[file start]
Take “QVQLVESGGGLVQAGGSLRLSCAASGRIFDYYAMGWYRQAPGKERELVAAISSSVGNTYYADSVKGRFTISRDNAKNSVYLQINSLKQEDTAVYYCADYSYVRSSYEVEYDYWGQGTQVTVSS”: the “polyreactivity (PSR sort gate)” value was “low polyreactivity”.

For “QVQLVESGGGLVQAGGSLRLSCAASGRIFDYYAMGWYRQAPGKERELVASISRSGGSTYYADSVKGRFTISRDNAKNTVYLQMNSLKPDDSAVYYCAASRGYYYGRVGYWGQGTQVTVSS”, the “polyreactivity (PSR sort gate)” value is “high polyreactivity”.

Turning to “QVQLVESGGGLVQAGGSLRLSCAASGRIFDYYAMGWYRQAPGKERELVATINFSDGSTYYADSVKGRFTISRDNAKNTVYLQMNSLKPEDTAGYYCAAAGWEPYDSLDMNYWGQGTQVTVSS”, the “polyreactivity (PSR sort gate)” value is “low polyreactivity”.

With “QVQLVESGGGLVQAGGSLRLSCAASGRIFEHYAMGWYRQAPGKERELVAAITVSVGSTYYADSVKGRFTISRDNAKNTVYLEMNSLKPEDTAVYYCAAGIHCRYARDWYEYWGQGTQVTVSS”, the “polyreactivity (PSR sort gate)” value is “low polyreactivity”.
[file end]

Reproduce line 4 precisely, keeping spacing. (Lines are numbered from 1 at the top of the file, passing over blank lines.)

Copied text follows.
With “QVQLVESGGGLVQAGGSLRLSCAASGRIFEHYAMGWYRQAPGKERELVAAITVSVGSTYYADSVKGRFTISRDNAKNTVYLEMNSLKPEDTAVYYCAAGIHCRYARDWYEYWGQGTQVTVSS”, the “polyreactivity (PSR sort gate)” value is “low polyreactivity”.